Scientists at Northwestern University in the US have created new fluorescent printer inks that could one day be used to help fight the sale of counterfeit goods. Snapping a picture of the multi-coloured barcode with a smartphone will help consumers identify whether or not the product is genuine or not.
The inks, which can be printed using a standard inkjet printer, are only visible under UV light and could be used to authenticate anything from luxury handbags, expensive whiskey or printer cartridges by giving consumers and manufacturers an authentication tool that counterfeiters would find very difficult to mimic.
One reason for this is the control that manufacturers will have over the colour of the inks. They can be made in single colours or multi-colour gradients. The ink’s colour depends on the amounts of and the interaction between three different ingredient molecules. A tiny tweak to the recipe results in significant colour change, providing a built-in “molecular encryption” tool.
“We have introduced a level of complexity not seen before in tools to combat counterfeiters,” Sir Fraser Stoddart, the senior author on the paper, said. “Our inks are similar to the proprietary formulations of soft drinks. One could approximate their flavour using other ingredients, but it would be impossible to match the flavour exactly without a precise knowledge of the recipe.”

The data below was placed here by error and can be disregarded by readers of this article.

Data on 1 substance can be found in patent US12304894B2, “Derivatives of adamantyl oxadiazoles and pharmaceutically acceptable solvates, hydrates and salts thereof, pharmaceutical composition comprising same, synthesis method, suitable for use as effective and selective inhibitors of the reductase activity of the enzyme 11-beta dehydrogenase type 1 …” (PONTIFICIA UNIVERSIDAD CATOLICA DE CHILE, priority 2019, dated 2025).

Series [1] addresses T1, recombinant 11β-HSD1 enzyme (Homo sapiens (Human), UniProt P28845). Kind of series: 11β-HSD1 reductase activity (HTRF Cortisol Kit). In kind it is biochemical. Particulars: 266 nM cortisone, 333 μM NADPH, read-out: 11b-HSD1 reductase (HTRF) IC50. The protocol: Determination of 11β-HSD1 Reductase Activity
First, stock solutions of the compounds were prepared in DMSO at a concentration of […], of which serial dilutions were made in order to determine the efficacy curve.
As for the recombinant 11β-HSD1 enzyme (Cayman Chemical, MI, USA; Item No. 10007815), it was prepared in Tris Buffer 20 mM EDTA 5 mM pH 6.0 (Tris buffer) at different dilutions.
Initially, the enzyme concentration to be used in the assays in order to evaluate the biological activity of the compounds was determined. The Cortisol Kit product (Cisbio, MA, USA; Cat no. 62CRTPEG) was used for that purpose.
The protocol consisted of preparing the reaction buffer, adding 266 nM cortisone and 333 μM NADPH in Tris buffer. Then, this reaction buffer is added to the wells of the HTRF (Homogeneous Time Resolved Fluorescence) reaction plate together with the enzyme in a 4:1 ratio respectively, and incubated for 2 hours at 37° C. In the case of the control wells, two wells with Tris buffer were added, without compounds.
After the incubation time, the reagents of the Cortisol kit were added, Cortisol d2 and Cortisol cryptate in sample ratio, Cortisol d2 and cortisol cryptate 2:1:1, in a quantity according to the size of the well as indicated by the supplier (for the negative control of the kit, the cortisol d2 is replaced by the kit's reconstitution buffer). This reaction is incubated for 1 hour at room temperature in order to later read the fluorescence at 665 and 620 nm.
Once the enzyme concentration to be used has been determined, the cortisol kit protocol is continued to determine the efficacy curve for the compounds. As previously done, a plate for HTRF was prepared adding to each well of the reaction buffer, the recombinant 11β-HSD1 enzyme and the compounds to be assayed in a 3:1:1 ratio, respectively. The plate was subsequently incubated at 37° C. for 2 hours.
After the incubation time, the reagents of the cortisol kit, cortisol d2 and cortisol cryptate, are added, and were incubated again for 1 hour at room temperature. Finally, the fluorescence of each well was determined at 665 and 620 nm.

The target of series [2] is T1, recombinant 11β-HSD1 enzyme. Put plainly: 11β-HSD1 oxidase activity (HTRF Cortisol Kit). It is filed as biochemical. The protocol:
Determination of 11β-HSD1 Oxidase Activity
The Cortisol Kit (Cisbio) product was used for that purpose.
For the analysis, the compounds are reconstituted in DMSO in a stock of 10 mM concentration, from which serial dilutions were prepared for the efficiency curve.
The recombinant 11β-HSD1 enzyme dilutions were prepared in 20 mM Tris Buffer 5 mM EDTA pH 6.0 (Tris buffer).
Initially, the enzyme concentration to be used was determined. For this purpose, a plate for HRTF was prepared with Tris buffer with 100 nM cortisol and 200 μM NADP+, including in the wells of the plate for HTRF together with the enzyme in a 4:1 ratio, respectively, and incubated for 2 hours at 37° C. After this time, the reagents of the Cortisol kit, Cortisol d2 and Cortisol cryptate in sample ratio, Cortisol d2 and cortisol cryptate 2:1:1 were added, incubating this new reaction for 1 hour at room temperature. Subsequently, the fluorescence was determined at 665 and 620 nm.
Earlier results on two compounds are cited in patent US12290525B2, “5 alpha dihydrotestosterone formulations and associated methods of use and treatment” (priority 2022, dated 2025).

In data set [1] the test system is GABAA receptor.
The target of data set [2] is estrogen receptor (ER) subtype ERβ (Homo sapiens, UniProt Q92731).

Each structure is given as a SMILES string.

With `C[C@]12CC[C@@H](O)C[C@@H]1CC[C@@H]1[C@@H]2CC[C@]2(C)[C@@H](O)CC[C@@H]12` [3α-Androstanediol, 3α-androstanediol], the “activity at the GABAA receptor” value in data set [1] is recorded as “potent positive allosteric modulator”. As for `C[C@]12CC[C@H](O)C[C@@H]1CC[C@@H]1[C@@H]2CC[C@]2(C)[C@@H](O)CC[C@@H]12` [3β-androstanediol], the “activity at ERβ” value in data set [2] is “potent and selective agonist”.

Even the inks’ inventors would not be able to replicate the colour information encoded in the printer barcodes, QR codes or trademarks that a manufacturer prints without a detailed knowledge of the recipe used to create them in the first place.
They have also developed an authentication mechanism to help verify the protected information created by the fluorescent inks. Users can simply wipe the top of the fluorescent image with a wet authentication wipe which will cause the fluorescent image to change colours.
Counterfeiting is a huge problem worldwide, with manufacturers losing up to $650 billion (about R7785 billion) a year, according to the International Chamber of Commerce. By adding an extra level of authentication, consumers and manufacturers will be able to save a significant amount of money every year.
Source: Northwestern University